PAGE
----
The Blue Lady's owner admits that the ship contains asbestos. But the ship carries neither documents required as per international law, nor a complete inventory of its hazardous wastes.
Arguing before the court in favour of allowing the ship into Alang, the Technical Committee cited two reasons. One, that monsoons were approaching and if the ship were not allowed to be anchored, then the ship might get damaged in the high seas. Two, that there were 13 Indians on board -- all crew members -- and they would suffer from paucity of food and water, if the ship was not allowed in.
In the meantime, following adverse publicity about low occupational safety standards at Alang, GMB has imposed a ban on media persons visting the area.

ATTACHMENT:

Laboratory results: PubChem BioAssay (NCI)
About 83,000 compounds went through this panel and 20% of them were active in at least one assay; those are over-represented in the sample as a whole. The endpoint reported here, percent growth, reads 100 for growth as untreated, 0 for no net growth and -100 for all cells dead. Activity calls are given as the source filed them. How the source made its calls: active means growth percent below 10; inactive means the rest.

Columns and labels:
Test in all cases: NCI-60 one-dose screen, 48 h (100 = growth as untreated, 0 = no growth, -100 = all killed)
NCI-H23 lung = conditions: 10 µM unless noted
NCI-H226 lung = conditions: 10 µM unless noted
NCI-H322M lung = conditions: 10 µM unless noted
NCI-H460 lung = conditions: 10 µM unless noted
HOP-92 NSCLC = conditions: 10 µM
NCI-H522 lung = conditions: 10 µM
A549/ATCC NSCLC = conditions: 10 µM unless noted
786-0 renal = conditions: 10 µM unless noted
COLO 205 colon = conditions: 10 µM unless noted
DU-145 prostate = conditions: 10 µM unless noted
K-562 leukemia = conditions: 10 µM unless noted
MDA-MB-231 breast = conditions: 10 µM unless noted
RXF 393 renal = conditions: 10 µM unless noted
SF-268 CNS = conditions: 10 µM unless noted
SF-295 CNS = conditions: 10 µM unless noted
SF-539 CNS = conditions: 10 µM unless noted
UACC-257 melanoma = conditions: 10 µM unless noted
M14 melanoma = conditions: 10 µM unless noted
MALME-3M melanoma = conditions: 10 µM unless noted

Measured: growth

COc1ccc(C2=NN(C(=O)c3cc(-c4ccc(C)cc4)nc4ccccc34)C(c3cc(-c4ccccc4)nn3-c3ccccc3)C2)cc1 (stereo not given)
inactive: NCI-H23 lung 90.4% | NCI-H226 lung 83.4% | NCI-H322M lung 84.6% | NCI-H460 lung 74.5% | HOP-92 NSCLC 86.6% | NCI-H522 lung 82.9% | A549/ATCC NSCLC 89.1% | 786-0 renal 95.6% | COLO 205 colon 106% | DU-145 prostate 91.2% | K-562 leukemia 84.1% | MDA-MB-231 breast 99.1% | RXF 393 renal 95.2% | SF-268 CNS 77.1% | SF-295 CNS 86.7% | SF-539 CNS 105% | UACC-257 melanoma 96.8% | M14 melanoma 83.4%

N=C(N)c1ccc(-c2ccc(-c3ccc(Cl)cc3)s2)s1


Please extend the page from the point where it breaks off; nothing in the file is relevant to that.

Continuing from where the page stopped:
The media appear to have failed to take note of the fact that the apex court has allowed anchoring of the ship on humanitarian grounds and not on legal grounds. As noted earlier, in a similar episode in 2005, the Danish ship, Riky, was allowed into Alang and dismantled despite repeated diplomatic recall requests from Denmark. The apex court is hearing the Riky case and is yet to decide on the issue.
Friday, June 09, 2006
'Blue Lady' Blues
The Supreme Court on 5th June gave permission for the Malaysian ship 'Blue Lady' (SS Norway) to anchor at Alang, Gujarat. An article regarding this is here.